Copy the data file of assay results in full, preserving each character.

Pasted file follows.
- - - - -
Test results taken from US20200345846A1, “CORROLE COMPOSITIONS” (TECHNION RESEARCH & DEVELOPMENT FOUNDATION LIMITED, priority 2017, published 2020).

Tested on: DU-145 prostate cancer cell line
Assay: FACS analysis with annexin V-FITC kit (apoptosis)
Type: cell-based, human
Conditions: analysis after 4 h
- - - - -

Test results taken from US20200345846A1, “CORROLE COMPOSITIONS” (TECHNION RESEARCH & DEVELOPMENT FOUNDATION LIMITED, priority 2017, published 2020).

Tested on: DU-145 prostate cancer cell line
Assay: FACS analysis with annexin V-FITC kit (apoptosis)
Type: cell-based, human
Conditions: analysis after 4 h